Accounting for Primary and Secondary Demand Effects with Aggregate Data
35 Pages Posted: 17 Nov 2006 Last revised: 11 Jun 2008
Date Written: July 2004
Discrete choice models of aggregate demand, such as the random coefficients logit, can handle large differentiated products categories parsimoniously while still providing flexible substitution patterns. However, the discrete choice assumption may not be appropriate for many categories in which we expect consumers may purchase more than one unit of the selected item. We derive the aggregate demand system corresponding to a discrete/continuous household-level model of demand. We also propose a Method-of-Simulated-Moments procedure that provides consistent estimates of the structural parameters when only aggregate data are available. The procedure also enables the researcher to control both for the potential endogeneity of marketing variables as well as potential heterogeneity in consumer tastes. Using our aggregate estimates, we can measure the decomposition of price elasticities into incidence, brand choice and purchase quantity components. We also propose several empirical tests to assess the validity of the discrete/continuous demand system versus the logit model. In several simulation experiments, we demonstrate the robustness of this model across datasets in which quantity choices may or may not be important. Our empirical calibration to store-level data in the refrigerated orange juice category indicates a considerable improvement in fit of the observed aggregate sales using the discrete/continuous model.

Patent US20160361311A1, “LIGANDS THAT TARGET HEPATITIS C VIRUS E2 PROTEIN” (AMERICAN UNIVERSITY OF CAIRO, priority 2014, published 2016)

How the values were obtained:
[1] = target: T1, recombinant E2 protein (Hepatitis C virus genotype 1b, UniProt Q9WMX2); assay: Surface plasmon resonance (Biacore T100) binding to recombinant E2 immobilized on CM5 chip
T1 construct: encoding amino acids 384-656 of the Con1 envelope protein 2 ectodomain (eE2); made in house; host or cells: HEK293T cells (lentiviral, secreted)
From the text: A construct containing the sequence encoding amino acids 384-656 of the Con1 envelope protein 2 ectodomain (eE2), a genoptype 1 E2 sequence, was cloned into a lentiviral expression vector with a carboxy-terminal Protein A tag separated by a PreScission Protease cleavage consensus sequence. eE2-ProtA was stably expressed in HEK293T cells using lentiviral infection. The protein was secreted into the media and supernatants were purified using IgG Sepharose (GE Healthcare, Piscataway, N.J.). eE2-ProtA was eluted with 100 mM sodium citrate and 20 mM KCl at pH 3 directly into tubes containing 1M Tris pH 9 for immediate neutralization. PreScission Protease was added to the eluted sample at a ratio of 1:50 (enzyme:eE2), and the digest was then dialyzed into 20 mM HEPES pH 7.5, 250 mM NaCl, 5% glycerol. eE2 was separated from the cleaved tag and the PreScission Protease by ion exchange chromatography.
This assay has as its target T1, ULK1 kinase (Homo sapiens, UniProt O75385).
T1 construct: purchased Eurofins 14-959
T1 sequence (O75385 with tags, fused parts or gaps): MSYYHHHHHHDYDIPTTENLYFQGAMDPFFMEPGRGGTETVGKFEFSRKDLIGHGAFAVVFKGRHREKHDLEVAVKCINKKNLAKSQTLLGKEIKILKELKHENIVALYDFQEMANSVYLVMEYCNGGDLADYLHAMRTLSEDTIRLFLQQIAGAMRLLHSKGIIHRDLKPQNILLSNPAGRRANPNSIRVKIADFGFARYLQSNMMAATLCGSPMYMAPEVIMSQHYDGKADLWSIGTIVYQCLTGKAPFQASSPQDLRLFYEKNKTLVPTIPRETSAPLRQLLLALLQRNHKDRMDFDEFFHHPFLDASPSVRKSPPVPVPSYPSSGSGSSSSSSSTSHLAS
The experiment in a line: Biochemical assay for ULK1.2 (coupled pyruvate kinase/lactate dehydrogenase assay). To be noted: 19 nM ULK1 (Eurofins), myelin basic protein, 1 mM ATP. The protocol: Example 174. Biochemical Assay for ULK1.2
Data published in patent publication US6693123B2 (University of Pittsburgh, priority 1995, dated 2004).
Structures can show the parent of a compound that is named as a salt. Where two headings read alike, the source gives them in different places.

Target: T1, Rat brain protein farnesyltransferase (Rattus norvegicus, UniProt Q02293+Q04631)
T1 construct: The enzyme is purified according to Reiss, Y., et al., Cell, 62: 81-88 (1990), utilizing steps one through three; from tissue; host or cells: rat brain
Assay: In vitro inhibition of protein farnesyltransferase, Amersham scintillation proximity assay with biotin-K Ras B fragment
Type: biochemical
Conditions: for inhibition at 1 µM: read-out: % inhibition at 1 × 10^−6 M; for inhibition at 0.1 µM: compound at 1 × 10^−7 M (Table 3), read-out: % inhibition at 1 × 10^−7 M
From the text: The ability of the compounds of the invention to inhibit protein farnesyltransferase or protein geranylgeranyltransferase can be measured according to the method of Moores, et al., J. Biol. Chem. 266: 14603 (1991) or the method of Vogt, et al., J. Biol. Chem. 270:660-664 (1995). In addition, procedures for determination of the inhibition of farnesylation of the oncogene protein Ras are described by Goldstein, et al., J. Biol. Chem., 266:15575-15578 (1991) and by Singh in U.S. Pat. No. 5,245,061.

Keywords: Discrete/continuous demand, logit demand system, aggregate data, price endogeneity, primary and secondary demand, econometrics, economic policy, empirical industrial organization, market research, marketing strategy, product management
JEL Classification: C10, L10, M3, O32
Suggested Citation: Suggested Citation